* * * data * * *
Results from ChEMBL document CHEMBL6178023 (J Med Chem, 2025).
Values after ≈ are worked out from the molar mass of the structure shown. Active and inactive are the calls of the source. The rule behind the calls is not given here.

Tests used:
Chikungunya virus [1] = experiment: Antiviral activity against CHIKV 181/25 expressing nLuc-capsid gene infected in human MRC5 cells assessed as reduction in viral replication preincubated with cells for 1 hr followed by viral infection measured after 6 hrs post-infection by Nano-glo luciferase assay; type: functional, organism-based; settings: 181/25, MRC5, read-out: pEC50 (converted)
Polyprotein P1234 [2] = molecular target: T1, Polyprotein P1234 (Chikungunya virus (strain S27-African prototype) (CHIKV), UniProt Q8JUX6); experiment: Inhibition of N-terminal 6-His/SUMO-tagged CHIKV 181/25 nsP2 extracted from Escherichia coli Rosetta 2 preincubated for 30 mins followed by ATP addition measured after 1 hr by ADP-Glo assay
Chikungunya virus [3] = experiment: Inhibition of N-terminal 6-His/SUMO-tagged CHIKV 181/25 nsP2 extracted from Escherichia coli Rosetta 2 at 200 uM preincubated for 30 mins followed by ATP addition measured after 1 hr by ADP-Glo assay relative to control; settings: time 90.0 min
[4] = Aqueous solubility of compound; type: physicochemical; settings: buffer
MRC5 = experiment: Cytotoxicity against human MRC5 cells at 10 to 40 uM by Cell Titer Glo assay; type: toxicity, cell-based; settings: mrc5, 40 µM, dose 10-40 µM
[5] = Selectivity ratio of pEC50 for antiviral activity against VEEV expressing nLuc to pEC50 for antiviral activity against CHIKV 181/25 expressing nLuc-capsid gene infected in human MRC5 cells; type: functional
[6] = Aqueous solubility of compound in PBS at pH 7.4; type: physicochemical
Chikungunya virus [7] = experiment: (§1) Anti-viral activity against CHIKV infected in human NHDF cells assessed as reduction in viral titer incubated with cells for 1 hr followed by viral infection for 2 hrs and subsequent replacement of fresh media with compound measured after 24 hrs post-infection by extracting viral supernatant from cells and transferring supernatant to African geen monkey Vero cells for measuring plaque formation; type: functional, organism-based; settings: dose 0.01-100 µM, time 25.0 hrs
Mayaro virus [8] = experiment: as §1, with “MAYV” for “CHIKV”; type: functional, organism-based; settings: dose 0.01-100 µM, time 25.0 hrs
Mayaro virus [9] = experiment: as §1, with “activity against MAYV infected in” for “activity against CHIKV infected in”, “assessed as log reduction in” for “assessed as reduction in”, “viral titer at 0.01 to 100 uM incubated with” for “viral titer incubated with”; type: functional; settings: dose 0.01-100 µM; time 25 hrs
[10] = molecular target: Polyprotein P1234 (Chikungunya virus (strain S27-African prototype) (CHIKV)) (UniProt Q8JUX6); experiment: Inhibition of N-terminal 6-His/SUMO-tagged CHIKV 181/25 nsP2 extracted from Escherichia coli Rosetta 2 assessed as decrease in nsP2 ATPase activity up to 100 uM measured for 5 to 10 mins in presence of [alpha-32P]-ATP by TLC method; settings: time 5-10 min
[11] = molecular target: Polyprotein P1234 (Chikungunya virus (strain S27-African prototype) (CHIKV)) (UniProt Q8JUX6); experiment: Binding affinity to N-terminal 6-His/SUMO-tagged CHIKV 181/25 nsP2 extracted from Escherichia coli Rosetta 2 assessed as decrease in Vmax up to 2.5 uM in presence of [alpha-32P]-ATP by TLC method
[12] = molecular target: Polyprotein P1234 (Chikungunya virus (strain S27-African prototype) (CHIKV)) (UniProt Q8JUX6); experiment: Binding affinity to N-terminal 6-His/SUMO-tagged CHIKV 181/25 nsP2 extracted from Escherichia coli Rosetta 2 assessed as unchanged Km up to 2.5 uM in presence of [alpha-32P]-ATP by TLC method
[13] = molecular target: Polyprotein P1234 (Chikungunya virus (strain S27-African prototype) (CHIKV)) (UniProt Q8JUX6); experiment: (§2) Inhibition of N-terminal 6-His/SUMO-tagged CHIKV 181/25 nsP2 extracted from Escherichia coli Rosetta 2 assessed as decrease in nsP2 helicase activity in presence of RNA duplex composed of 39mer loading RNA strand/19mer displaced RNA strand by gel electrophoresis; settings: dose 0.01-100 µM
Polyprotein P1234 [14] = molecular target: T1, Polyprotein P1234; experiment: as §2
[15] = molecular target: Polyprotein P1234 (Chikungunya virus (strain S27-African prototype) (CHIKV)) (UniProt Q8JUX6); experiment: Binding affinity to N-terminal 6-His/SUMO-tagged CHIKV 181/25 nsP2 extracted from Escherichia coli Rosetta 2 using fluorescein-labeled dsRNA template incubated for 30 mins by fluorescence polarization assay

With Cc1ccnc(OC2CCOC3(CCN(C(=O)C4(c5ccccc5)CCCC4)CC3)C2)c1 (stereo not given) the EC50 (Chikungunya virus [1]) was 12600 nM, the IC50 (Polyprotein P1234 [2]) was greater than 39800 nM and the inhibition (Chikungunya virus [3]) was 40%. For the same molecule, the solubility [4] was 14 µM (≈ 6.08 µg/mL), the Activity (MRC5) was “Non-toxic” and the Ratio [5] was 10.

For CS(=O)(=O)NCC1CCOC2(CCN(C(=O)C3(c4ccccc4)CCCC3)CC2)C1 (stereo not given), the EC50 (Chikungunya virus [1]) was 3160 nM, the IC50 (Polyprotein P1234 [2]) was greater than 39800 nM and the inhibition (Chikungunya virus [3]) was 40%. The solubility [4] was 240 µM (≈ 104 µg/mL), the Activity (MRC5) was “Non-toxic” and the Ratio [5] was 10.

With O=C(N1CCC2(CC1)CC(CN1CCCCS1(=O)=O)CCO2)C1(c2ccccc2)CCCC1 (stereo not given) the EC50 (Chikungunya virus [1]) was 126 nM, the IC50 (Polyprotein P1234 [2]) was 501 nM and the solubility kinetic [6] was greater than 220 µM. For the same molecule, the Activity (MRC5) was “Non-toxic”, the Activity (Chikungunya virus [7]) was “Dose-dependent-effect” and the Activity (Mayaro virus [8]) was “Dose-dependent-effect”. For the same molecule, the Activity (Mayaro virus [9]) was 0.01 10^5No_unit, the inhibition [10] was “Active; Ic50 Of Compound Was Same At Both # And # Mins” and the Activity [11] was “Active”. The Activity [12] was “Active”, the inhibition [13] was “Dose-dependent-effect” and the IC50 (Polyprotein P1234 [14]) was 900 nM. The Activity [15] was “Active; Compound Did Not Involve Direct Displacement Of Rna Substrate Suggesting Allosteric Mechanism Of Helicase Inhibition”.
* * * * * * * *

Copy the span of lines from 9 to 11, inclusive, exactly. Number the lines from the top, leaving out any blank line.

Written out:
[5] = Selectivity ratio of pEC50 for antiviral activity against VEEV expressing nLuc to pEC50 for antiviral activity against CHIKV 181/25 expressing nLuc-capsid gene infected in human MRC5 cells; type: functional
[6] = Aqueous solubility of compound in PBS at pH 7.4; type: physicochemical
Chikungunya virus [7] = experiment: (§1) Anti-viral activity against CHIKV infected in human NHDF cells assessed as reduction in viral titer incubated with cells for 1 hr followed by viral infection for 2 hrs and subsequent replacement of fresh media with compound measured after 24 hrs post-infection by extracting viral supernatant from cells and transferring supernatant to African geen monkey Vero cells for measuring plaque formation; type: functional, organism-based; settings: dose 0.01-100 µM, time 25.0 hrs